The root of the malaise, however, lies deeper. Star Wars is the latest exemplar of a genre that’s accelerating toward its own creative exhaustion. That genre, of course, is the Hollywood tent-pole. For those unfamiliar with the term, a tent-pole is a heavily promoted blockbuster engineered to support an array of tie-in merchandise. The tent-pole is the closest thing Hollywood studios have to a sure thing. It’s no coincidence that the most successful tent-poles are invariably fashioned to emulate a more ancient form of storytelling, the epic.
Epic has been around for at least three thousand years. It forms the foundation for many of the world’s great literary traditions. Three cornerstones of the Western literary canon, for example, are the two epics of Homer, the Iliad and the Odyssey, as well as the Aenied of Virgil. Other noteworthy examples include: from the subcontinent, the Ramayana and the Mahabharata; from Palestine, The Books of Genesis and Exodus; from Europe, The Divine Comedy (a bit of a misnomer), Beowulf, The Song of My Cid, and Sir Gawaine and the Green Knight; and from the Americas, Popol Vuh and Apocalypto (just kidding about that last one… but not really).
If there’s a genre that can stake a claim to universality, it’s the epic. As we’re all constantly reminded, the Hollywood tent-pole strives for universal appeal. This makes the epic the tent-pole’s natural complement.
Like the tent-pole, the epic, both in its protagonists and its audience, begins with the adolescent male on the precipice of adulthood. The epic as literary form is open-ended, episodic—ideal for sequels and reboots. It often begins en media res, in the middle of the action. A parvenant protagonist, an outsider with the values of an inside group, is confronted with obstacles in his struggle to realize his full potential.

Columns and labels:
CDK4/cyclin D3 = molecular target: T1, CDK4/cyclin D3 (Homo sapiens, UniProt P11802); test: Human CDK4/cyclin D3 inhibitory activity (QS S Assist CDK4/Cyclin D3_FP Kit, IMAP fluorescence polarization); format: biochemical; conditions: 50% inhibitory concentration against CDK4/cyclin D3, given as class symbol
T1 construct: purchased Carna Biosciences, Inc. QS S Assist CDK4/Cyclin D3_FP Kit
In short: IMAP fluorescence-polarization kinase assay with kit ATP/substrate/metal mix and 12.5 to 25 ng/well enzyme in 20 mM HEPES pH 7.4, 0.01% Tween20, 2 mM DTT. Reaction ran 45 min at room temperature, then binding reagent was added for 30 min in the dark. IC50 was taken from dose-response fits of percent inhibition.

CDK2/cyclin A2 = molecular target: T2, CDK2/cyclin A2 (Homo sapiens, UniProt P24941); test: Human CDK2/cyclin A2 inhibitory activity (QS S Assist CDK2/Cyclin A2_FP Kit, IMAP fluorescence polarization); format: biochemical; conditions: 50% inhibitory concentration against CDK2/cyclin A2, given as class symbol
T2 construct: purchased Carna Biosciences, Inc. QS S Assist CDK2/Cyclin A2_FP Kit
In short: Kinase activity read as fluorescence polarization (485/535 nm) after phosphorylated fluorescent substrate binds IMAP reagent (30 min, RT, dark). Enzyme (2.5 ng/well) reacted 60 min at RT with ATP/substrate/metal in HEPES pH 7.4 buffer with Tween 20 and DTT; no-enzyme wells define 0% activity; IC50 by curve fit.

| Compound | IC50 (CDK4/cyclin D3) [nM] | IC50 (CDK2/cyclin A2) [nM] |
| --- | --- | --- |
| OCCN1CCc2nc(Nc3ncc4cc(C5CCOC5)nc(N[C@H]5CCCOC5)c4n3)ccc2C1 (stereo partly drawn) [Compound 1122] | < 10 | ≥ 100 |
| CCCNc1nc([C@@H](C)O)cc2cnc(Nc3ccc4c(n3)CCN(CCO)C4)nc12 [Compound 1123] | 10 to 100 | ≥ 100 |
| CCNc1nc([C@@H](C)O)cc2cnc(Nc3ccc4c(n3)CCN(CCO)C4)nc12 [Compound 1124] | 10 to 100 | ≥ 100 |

As poet and literary scholar Frederick Turner reminds us in Epic: Form, Content, and History, epic conforms to a fairly rigid structure. This includes: the opening invocation, the creation myth, the destined hero, the quest, kinship troubles, the descent into the underworld, ritual mutilation, the founding of the city or nation, and the sorting of good from evil. As a genre, epic is both mutable and capacious. It can accommodate variations in the prototypical hero, for instance, replacing male with female, white with black. As Turner puts, epic is “already postmodern”, insomuch as it’s voraciously macrophagic. Its very malleability allows it to more effectively bend competing worldviews to a narrative arc that is always striving for universality. Turner goes even further and proclaims that epic is the “most fundamental and important of all literary forms… the fons de origo of all the others”.